ABSTRACT: Aim: In the current study, we aimed at identifying independent laboratory parameter to predict liver damage. Background: Although liver biopsy is frequently recommended in assessing disease severity and selecting antiviral treatment candidates, it has several limitations. Patients and methods: A total of 527 patients with untreated chronic hepatitis B virus infection were selected. A percutaneous liver biopsy was obtained. All of the patients were graded and staged for liver fibrosis (1-6) and inflammatory activity (1-18). Complete blood count, biochemical blood tests and Serum viral markers were detected for these patients. Results: 106 patients had moderate to severe necroinflammatory activity. Compared to patients with mild activity, this group was older and had significantly higher aspartate aminotransferase (AST), alanine aminotrasferase (ALT), alkaline phosphatase (Alk. P) and AST to platelet ratio index (APRI) and significantly lowers hemoglobin (Hb), fasting blood sugar (FBS) and platelet (PLT). By multiple regressions analysis Hb, AST, FBS and PLT were independently predictive of moderate to severe necroinflammatory activity. 109 patients had moderate to severe fibrosis. Compared to patients with mild fibrosis, the former patients were older. In addition, the mean of AST, ALT, PT and APRI were significantly higher, and WBC, serum Alb and PLT were significantly lower in patients with moderate to severe fibrosis. Also by multiple regressions analysis age, AST, serum Alb and PLT were independently predictive of moderate to severe fibrosis. Conclusion: Our study demonstrates the utility of biochemical markers for the diagnosis of moderate histological lesions in patients with chronic hepatitis B. Whereas millions of patients with chronic hepatitis B in the world are living, this approach will be useful and cost-benefit.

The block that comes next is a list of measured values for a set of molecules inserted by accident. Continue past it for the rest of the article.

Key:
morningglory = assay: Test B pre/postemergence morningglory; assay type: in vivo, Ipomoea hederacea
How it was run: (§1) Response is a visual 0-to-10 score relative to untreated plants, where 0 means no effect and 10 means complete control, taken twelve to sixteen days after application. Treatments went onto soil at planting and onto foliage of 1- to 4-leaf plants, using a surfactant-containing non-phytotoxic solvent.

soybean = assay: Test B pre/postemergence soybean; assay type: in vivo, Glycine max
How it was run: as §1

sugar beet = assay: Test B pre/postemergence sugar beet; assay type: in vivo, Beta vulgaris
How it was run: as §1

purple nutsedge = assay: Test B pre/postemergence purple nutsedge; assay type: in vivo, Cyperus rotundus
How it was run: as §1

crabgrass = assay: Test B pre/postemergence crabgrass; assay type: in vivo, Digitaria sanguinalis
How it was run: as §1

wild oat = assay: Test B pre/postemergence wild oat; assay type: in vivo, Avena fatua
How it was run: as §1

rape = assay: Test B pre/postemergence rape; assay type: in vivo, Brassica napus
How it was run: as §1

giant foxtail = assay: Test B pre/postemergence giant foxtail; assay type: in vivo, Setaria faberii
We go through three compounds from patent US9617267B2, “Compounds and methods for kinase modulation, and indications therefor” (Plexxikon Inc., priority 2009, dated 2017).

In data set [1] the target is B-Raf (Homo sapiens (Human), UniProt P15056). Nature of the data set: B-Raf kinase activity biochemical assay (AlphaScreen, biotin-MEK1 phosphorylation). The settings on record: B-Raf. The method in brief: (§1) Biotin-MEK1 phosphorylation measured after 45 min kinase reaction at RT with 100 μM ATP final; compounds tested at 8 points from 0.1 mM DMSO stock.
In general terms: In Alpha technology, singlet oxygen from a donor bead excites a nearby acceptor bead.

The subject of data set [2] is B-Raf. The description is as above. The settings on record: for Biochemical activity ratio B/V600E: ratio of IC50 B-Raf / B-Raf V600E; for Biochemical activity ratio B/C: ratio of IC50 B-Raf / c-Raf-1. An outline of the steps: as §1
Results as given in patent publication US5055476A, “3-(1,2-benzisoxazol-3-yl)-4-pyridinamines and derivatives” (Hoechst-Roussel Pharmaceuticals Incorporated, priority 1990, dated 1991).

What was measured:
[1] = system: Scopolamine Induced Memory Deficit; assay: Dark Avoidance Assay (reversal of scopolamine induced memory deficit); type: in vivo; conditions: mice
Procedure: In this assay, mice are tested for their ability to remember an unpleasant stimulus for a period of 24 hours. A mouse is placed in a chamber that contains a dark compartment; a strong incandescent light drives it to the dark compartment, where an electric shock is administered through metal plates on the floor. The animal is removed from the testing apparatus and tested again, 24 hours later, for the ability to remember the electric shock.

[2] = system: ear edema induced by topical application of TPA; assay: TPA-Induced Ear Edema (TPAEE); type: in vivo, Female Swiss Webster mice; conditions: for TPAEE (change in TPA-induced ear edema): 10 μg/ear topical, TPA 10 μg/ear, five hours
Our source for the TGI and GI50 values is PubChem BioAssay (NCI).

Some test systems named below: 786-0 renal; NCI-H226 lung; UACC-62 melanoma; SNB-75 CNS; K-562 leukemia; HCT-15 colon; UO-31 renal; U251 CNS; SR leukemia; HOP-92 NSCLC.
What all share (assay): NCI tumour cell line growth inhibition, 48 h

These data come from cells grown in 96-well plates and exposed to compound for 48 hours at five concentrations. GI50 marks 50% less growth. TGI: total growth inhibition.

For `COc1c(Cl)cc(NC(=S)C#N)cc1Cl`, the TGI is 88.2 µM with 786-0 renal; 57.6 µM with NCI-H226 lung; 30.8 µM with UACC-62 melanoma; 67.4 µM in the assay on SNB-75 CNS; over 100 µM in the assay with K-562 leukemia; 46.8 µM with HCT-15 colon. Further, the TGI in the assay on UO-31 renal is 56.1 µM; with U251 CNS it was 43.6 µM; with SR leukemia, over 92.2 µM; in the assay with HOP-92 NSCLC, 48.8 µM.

Gastro Hepat FBB. 01/2010; 3(2):71-6..
  • Source
    [Show abstract] [Hide abstract]
    ABSTRACT: Background: Studying the predictors of SVR to pegylated interferon (PEG-INF) alfa-2a and ribavirin (RBV) therapy in chronic hepatitis C-infected patients is crucial for selecting those who would benefit from therapy. Increasing HPCs in hepatitis C-infected patients were shown to be correlated with increased fibrosis and response to therapy. HPCs could be detected in the liver by immunohistochemical expressions of cytokeratin (CK) 7 and CK19. This study aims to; 1. Evaluate the response rate to interferon based treatment in chronic hepatitis C-infected patients. 2. Detect the predictors of SVR to treatment. 3. Study the correlations between CK7 and CK19 expressions and treatment response. Subjects and Methods: This study included 483 chronic hepatitis C-infected patients who fulfilled the study criteria and underwent clinical, biochemical and virological assessments before treatment and at 12, 24, 48 and 72 weeks post-treatment. Only 330 patients completed the course and were included in the statistical analysis. Only 50 specimens were examined for CK7 and CK19 expression using avidin, biotin, peroxidase technique. Results: SVR was achieved in 132/330 (40%) of patients. SVR was significantly higher in females (P<0.01), younger age group (P<0.004), and patients who had lower body mass index; BMI (P<0.001). There was significant inverse relation between SVR and aspartate aminotransferase (AST) and alpha feto-protein (AFP); P<0.000 and <0.000 respectively. The independent predictors of SVR were younger age and lower AST (P<0.02 and <0.02 respectively). There was significant association between CK7 and/or CK19 expressions and grade of necro-inflammation (P<0.033 and <0.026 respectively), and/or advanced stage of fibrosis (P<0.001 and <0.000 respectively). There were significant inverse relations between SVR and the stage of hepatic fibrosis (P<0.001), and CK19 expression (P<0.000). Conclusions: Forty % of patients with chronic hepatitis C who completed the course of combination therapy achieved SVR. Younger age and lower pre-treatment AST are independent predictors of SVR. In chronic hepatitis C, progenitor cell activation is correlated with the grade and stage of disease. Proliferating HPCs as assessed by CK7 and CK19 expressions may play a role in hepatic regeneration occurring in this setting and could be incorporated in assessment of treatment response of patients with HCV infection.
    Scientific Medical Journal. 01/2011; 23(4):1-14.

Full-text

View
1 Download
Available from